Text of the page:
The Rithmatist by Brandon Sanderson
Posted on Wednesday, November 25th, 2015 by Chantal

The Rithmatist by Brandon SandersonThe Rithmatist by Brandon Sanderson
Published by Tor Teen on May 14th 2013
Genres: Young Adult, Fantasy, Friendship
Pages: 378
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The Rithmatist, Brandon Sanderson’s New York Times bestselling epic teen adventure is now available in paperback.

More than anything, Joel wants to be a Rithmatist. Rithmatists have the power to infuse life into two-dimensional figures known as Chalklings. Rithmatists are humanity’s only defense against the Wild Chalklings. Having nearly overrun the territory of Nebrask, the Wild Chalklings now threaten all of the American Isles.

As the son of a lowly chalkmaker at Armedius Academy, Joel can only watch as Rithmatist students learn the magical art that he would do anything to practice. Then students start disappearing—kidnapped from their rooms at night, leaving trails of blood. Assigned to help the professor who is investigating the crimes, Joel and his friend Melody find themselves on the trail of an unexpected discovery—one that will change Rithmatics—and their world—forever.

New York Times Book Review Notable Children’s Book of 2013

I think I should start every Sanderson review with: Brandon Sanderson does it again!

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An Infinite Number of Parallel Universes by Randy Ribay
Posted on Tuesday, November 10th, 2015 by Aimee

I received this book for free from the author in exchange for an honest review. This does not affect my opinion of the book or the content of my review.

An Infinite Number of Parallel Universes by Randy RibayAn Infinite Number of Parallel Universes by Randy Ribay
Published by Merit Press on October 16th 2015
Genres: Contemporary, Friendship, Gay, Romance, Young Adult
Pages: 240
Format: ARC, digital ARC
Source: the author
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As their senior year approaches, four diverse friends joined by their weekly Dungeons & Dragons game struggle to figure out real life. Archie's trying to cope with the lingering effects of his parents' divorce, Mari's considering an opportunity to contact her biological mother, Dante's working up the courage to come out to his friends, and Sam's clinging to a failing relationship. The four eventually embark on a cross-country road trip in an attempt to solve--or to avoid--their problems.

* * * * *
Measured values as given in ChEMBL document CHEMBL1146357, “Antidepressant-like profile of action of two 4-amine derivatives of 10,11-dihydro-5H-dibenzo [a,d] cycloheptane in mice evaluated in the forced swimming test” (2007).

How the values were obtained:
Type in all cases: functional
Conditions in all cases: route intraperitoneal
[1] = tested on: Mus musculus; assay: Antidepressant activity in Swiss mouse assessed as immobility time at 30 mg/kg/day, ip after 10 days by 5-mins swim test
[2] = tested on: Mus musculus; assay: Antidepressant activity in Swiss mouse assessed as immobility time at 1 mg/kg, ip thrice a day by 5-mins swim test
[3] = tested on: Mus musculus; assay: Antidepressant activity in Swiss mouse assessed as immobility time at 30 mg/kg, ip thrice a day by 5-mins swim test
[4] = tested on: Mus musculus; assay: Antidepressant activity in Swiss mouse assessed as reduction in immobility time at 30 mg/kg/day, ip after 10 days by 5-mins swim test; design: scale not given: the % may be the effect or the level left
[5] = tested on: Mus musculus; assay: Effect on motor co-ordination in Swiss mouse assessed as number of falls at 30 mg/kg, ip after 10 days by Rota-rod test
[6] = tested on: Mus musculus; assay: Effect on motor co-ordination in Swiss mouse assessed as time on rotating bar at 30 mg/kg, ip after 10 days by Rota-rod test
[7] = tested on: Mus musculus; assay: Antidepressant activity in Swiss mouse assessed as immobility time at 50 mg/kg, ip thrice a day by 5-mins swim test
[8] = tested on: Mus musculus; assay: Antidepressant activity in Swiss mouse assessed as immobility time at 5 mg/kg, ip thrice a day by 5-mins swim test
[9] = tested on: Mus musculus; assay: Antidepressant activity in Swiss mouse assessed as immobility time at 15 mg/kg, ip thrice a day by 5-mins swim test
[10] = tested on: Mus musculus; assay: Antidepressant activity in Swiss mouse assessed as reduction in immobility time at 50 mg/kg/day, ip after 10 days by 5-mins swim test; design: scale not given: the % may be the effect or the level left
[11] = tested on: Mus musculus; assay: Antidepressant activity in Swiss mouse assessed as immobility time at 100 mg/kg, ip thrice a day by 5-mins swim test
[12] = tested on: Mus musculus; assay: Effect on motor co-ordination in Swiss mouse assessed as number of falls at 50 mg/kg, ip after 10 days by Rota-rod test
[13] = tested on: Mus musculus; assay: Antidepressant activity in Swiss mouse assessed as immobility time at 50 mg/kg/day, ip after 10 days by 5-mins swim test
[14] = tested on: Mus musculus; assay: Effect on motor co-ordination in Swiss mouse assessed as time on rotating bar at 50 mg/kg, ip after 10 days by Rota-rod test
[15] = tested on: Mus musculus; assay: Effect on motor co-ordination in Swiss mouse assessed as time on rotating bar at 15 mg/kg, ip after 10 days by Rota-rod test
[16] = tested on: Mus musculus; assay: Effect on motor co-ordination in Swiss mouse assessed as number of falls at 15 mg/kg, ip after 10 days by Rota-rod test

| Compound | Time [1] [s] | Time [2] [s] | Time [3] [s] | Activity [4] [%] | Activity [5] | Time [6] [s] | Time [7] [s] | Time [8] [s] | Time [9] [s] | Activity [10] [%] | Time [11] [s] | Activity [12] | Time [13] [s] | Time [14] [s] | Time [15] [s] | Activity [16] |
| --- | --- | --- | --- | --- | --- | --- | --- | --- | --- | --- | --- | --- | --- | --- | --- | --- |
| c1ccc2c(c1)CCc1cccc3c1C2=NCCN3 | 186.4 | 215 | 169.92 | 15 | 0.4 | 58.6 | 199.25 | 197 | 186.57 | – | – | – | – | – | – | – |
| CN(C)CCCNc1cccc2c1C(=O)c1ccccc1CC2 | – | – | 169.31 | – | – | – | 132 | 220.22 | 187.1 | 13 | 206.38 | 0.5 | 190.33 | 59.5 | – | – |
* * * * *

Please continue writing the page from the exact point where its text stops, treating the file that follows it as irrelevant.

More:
Told in the narrative style of Akira Kurosawa's RASHOMAN, AN INFINITE NUMBER OF PARALLEL UNIVERSES is at turns geeky, funny, and lyrical as it tells a story about that time in life when friends need each other to become more than just people that hang out.

You know those books that are obviously flawed, but you still end up enjoying immensely? An Infinite Number of Parallel Universes is one of those books. It wasn’t a perfect book by any means, but it’s the kind of book that’ll bring a smile to your face on a rainy (or sunny) day.

One of the main things that’ll make you smile, of course, is the quirky cast of characters. Archie, Mari, Dante and Sam are all huge gaming geeks, with different and totally distinct personalities. They’re totally diverse physically and in terms of background as well–bonus points!

If there’s one thing they have in common, though, it’s that they’re all realistically portrayed. Each character has their own problems, insecurities, and little things that make them happy. They all have their lives outside of their little gaming circle, lives that they’re not always happy and confident with. But they try really hard to cope.

The best part about them is that they all grew throughout the course of the book. To be honest, at first I wanted to hit most of the characters upside the head at the beginning–Archie and Sam especially were huge assholes–but as we got to know them, I understood them better. They understood themselves better, too.

The characters’ relationship grew along with them, too. At first, it’s pretty obvious that the characters aren’t really close, but after they had their little road trip together, they grew into a pretty tight group of four quirky kids. (Although the romance grew in the opposite direction for me. I liked it more when it was just starting out.)

I did have a few gripes about the book, though. For one, the writing was just a tad too simple for me. Sentence structures hardly had any variation, and it made me feel disconnected from the story at some points. While I knew I understood a lot of what the characters felt, I didn’t feel them myself, you know?

The story was pretty typical, with a bit more charm and less of the “I’ve seen that before” feeling. But the lack of that feeling comes with a price–a few scenes seemed to come out of nowhere and were a bit random. At times, they bordered on unrealistic.

Overall, I’d still recommend An Infinite Number of Parallel Universes for anyone looking for a quick road-trip read about geeks and their geeky relationships.

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ONE lucky winner will receive a HARDCOVER copy of An Infinite Number of Parallel Universes! This giveaway is open internationally. For full terms and conditions, check out the Rafflecopter.

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The Graveyard Book by Neil Gaiman
Posted on Thursday, October 15th, 2015 by Chantal

The Graveyard Book by Neil GaimanThe Graveyard Book by Neil Gaiman
Published by HarperCollins on September 30th 2008
Genres: Fantasy & Magic, Death & Dying, Fairy Tales & Folklore, Friendship
Pages: 312
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After the grisly murder of his entire family, a toddler wanders into a graveyard where the ghosts and other supernatural residents agree to raise him as one of their own.

Nobody Owens, known to his friends as Bod, is a normal boy. He would be completely normal if he didn’t live in a sprawling graveyard, being raised and educated by ghosts, with a solitary guardian who belongs to neither the world of the living nor of the dead. There are dangers and adventures in the graveyard for a boy. But if Bod leaves the graveyard, then he will come under attack from the man Jack—who has already killed Bod’s family…